Feeding Your Baby
Breastfeeding Your Baby
The milk in your breasts at birth is very special milk called colostrum. It is a concentrated form of nutrition. Although colostrum is small in quantity, it is rich in nutrients and immunities. It is all your baby needs for the first few days. Colostrum alone is present until the third or fourth day after birth when the milk begins to come in. This is when your body begins to shift into the production of what is called mature milk, a transition that takes about two weeks to complete.
Breastfeeding is a natural process and for most new mothers and babies it is a learned skill. It's important to hold your baby and encourage your baby to breastfeed as soon as you can. Some babies will get the hang of it immediately and others may spend time getting acquainted. Even if you baby doesn't start nursing right away, continue to gently encourage your baby while you talk, touch and, most of all, enjoy these very special first moments together.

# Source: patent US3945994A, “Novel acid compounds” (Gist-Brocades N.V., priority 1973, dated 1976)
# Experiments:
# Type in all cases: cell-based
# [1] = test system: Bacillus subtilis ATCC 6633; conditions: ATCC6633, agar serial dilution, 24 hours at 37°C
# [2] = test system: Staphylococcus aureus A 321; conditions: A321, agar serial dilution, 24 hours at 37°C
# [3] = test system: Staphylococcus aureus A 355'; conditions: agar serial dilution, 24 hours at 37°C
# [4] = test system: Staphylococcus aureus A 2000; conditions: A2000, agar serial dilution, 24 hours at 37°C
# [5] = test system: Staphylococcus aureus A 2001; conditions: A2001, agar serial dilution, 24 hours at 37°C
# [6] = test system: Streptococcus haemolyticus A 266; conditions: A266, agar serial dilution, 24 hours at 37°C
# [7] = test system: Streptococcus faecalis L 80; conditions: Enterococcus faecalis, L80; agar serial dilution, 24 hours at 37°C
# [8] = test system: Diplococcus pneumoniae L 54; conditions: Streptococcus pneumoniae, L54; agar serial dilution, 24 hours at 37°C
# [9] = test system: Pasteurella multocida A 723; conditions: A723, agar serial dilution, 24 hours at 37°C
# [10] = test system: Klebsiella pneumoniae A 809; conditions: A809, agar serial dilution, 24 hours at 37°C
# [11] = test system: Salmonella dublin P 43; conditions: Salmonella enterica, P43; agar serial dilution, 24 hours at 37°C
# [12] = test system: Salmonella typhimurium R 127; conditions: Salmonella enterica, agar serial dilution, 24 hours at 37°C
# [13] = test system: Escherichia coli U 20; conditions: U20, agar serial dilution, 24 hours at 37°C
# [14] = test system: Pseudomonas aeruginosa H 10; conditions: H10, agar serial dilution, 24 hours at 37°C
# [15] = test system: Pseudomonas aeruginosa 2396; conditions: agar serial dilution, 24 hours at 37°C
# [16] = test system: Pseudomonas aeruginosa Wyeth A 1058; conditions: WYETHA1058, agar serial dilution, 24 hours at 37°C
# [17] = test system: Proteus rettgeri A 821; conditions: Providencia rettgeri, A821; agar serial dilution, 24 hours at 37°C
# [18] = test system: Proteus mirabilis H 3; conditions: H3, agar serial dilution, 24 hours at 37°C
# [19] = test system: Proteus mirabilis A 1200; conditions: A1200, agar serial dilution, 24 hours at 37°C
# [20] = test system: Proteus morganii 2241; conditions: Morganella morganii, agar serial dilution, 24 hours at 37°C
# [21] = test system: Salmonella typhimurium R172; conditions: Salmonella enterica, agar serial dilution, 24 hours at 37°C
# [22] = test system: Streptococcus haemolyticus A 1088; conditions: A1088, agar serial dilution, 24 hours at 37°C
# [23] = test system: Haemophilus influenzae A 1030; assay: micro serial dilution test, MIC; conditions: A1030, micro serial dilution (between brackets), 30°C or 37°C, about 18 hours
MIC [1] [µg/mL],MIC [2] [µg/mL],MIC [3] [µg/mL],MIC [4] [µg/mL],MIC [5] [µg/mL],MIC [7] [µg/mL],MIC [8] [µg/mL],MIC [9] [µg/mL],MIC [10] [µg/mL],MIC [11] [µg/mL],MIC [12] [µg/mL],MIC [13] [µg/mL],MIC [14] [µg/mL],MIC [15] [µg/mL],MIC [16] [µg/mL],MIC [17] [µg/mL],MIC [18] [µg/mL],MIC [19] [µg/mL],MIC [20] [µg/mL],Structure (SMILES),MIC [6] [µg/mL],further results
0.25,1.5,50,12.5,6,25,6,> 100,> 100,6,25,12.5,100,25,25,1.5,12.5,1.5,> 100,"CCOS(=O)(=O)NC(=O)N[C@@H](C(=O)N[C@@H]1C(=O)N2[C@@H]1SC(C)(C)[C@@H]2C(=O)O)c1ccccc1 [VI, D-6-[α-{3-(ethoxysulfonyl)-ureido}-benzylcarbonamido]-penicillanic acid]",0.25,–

Bottle Feeding Your Baby
If you are unable to breastfeed or you choose not to nurse, it is important that you feel comfortable with your decision to bottle feed. There are several good formulas available that provide excellent nutrition.
Questions about feeding your baby?
Before you go home from Mercy Gilbert's Lund Family Birth Center our nursing staff and lactation consultants will make sure you have the education and skills needed to care for and feed your baby at home. For information on our prenatal, birthing and breastfeeding classes, call (480) 728-5414 or visit our Classes and Events section.